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The Kama Sutra for New Moms

March 28, 2024
Ahma & Co Team
Image Credit: Medium Photoclub
Image Credit: Medium Photoclub

Sex. It may be the furthest thing from your mind since having a baby. Or maybe after six weeks of being off limits, you are ready to experience that intimacy again. Either way, being physically intimate after having a baby can bring up a lot of questions and feelings, and we’re here to guide you so that you can feel confident as you navigate and rediscover your sexuality during this period.

When you begin this conversation, it’s important to recognize the physical demand your body undertook during labor and delivery. In fact, both vaginal and Cesarean births can affect sex. Dr. Anna Targonskaya, an OB/GYN and medical advisor for Flo Health, addresses a big misconception that you can have sex immediately after a C-section. Targonskaya recommends holding off for six weeks because, while there may not have been a direct impact on your vagina, having sex too early may lead to infection, cause bleeding, and may just be too uncomfortable. The recovery process for people who have had C-section deliveries generally takes longer than those who have had vaginal deliveries. So it is important to let the body heal.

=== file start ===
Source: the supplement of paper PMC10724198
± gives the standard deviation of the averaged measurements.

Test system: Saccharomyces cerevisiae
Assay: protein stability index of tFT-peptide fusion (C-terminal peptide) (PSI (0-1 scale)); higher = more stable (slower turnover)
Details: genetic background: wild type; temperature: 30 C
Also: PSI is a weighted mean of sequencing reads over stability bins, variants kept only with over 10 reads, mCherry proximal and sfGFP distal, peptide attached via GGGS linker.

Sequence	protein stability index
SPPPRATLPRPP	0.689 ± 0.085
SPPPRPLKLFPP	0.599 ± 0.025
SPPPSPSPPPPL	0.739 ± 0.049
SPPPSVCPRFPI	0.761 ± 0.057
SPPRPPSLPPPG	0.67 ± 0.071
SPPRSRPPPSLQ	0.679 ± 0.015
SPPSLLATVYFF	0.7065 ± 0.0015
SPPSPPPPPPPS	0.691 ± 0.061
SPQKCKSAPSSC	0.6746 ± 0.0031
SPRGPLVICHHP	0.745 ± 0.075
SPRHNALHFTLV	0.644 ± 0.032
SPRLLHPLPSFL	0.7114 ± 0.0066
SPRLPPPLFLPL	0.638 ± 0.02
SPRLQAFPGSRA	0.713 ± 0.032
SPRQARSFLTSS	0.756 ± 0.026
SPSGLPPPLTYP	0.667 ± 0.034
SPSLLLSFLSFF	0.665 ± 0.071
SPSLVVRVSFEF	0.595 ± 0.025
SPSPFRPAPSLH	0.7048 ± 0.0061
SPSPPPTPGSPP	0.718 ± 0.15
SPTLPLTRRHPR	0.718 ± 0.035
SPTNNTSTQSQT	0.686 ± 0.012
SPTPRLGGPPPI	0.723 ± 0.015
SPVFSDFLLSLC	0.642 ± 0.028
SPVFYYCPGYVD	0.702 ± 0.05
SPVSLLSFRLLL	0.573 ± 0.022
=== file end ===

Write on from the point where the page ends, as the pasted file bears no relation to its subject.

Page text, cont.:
Another consideration is whether or not you are breastfeeding. The National Childbirth Trust notes that after birth and during breastfeeding, the hormones estrogen and progesterone drop. With lower estrogen, your vagina may feel dryer than usual, and lower progesterone likely means a lower libido or sex drive. And because the love hormone, or oxytocin, is released during breastfeeding and an orgasm, you may not feel the same need for sex. (read more about this here) is also released during sex. Since you are constantly breastfeeding your baby, the need for sex is likely lower than you’d expect due to your consistent release of this hormone while breastfeeding. 

But let’s say, even with these factors, you are feeling ready to jump in bed and it has been at least six weeks since the baby’s arrival. The best advice is to start slow and with low expectations. Dr. Targonskaya advises, “You might not have mind-blowing sex a few weeks or even a few months after delivery. It takes time to physically and mentally adjust to all of the changes that take place post-delivery. Sex may not be great the first few times, but it can improve over time.” Additionally, consider positions, like being on top, that are comfortable and give you full control. Especially if you’ve had a C-section, you’ll want to avoid positions that put pressure or unnecessary pain on your scar. 

And finally, don’t forget about birth control! It is a common misconception that you can’t get pregnant if you’re breastfeeding. However, 50% of breastfeeding parents will start to ovulate six to 12 months after delivery. And you will start to ovulate before you start your period again, which is partially why the statistic is so high for people who use nursing as their only form of contraception (15-55%). Before you engage in sexual activity, discuss with your partner and your doctor which type of birth control will be best for you as you are recovering from birth.